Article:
The smartest dunces you ever met

The latest inept and expensive flip-flop from the Ontario government, on overpriced rural solar power, has me scratching my head till my scalp hurts on a key question of political economy: Is it in fact possible to be a cunning dunce?

In case you missed it, the McGuinty Liberals just proposed a massive bounty for rural solar power and apparently (I am not making this up) didn't realize people would come for it ... in which case why offer it? Their "microFIT" program offered nearly 20 times the market price for solar-generated electricity, 80.2 cents per kilowatt hour (kW·h) rather than 4.02, to try to get people to put a few panels on their roof. To the government's astonishment, a gold rush ensued instead.

By July 2, with almost 19,000 people lined up for the free money, the province said it would only pay 58.8 cents per kWh, provoking a wave of rural anger that Wednesday's Citizen described as "so strong that it reportedly threatened the re-election chances of nearly two dozen Liberal MPPs." So the government flapped the flip of its flop and will now pay 80.2 cents per kWh for every project registered before July 2 but only 60.4 afterward.

How can you spend your adult life aspiring to govern, relentlessly and shamelessly pursuing political power, and then know nothing about the processes of government even when you've been in office for seven years? Did no one see this coming?

It reminds me of an exchange in Yes Minister when the hapless politician Jim Hacker demands to be told what he doesn't know about an important issue and the ultimate bureaucrat Sir Humphrey Appleby responds, "I don't know what you don't know, Minister. It could be almost anything."

So it seems. But in fact it's almost always the same thing. Politicians are woefully, even wilfully, obtuse on the fundamental principle of government that if you build it they will come. Politicians just can't seem to grasp that incentives matter. Politicians are therefore astonished to discover that higher unemployment benefits change people's attitude toward work, that charging too little for water leads us to waste it, and that allowing bogus refugee claimants to live among us for decades while engaging in procedural shenanigans encourages human traffickers to target Canada -- and on and on and on.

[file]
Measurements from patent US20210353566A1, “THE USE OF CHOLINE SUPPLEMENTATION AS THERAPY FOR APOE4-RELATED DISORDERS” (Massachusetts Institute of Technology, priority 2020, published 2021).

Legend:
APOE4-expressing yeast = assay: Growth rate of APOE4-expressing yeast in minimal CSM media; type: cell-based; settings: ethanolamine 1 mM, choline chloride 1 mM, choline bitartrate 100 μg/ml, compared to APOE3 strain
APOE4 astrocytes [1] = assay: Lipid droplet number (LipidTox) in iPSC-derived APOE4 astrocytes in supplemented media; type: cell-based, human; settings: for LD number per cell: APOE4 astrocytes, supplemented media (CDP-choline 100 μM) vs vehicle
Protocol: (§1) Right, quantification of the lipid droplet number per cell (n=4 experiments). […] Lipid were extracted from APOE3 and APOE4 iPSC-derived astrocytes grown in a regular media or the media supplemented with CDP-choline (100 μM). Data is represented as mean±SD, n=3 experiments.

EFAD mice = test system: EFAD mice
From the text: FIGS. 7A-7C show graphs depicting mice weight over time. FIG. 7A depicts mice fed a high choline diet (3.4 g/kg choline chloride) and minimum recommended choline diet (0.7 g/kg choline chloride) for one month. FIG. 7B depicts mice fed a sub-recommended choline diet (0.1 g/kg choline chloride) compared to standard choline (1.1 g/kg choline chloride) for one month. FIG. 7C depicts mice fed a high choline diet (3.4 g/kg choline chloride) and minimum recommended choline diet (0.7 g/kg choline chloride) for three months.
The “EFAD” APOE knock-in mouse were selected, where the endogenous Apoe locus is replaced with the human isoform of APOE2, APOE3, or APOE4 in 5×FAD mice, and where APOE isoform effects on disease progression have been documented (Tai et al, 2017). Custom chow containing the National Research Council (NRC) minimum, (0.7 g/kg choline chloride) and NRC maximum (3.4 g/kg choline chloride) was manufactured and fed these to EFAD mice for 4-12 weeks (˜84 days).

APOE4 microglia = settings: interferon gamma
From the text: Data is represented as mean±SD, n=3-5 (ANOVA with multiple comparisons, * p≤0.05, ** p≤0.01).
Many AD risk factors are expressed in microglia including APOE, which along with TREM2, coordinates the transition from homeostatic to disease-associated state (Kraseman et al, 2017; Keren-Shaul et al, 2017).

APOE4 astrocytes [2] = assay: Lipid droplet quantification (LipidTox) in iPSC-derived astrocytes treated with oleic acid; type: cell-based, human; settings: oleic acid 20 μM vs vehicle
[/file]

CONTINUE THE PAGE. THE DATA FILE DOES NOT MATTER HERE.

How can they be so dumb, I want to shout. "Lots of practice," replies my wife, without even shouting.

But not so fast.

When they realized this dopey plan to pay way more than it's worth for politically correct electricity was going to break the bank, the McGuinty Liberals decided to break their promise -- which at least suggests a certain primordial instinct for rational self-preservation. And while they botched their initial response by annoying the people already in line for a promised handout, when they saw more than 20 seats in peril they deftly reversed course again, buying off the early adopters while seeking to put a lid on runaway costs. Which is definitely cunning.

So they can't be completely stupid even though the whole mess was created by unadulterated, grade A pure stupidity on economics compounded by a hefty dose of it on the one subject, politics, you'd think they actually know something about.

Besides, if you reviewed the CVs of Dalton McGuinty's caucus, or gave them IQ tests, you'd find that far from fitting the dictionary definition of stupid, most of them are clever, determined and accomplished.

Yet they are manifestly licensed buffoons when it comes to elementary principles of political economy. And to exhibit an impressive degree of primal cunning once cornered by their own ineptitude argues that they are at once both clever and stupid. Moreover, the Ontario government's latest stand on the issue, trying to buy their way out of trouble while not buying more trouble, suggests they see clearly how people respond to the very incentives they got into this mess by ignoring.

If it were just them, we might write it off as a quirk. But it's not. As I noted last week about the federal Tories, modern politicians in every party and every region clearly think citizens respond to incentives in the sense that they, citizens, will give votes in return for money. And yet politicians do not expect us to change our behaviour in other ways when they change our circumstances. How can this be?

The paradox disappears if you realize that they think of the mass of humanity as reliably grateful for state benefits precisely because we are too inept to manage our own affairs rationally. Thus we respond to one incentive and one incentive only.

To paraphrase Orwell, it is precisely the sort of stupid thing only an intelligent person could believe. It is also insulting. But as long as we keep electing them, we are looking in the right place for cunning when we scrutinize our politicians, but in the wrong place for the dunces.

[First published in the Ottawa Citizen]

ColumnsJohn Robson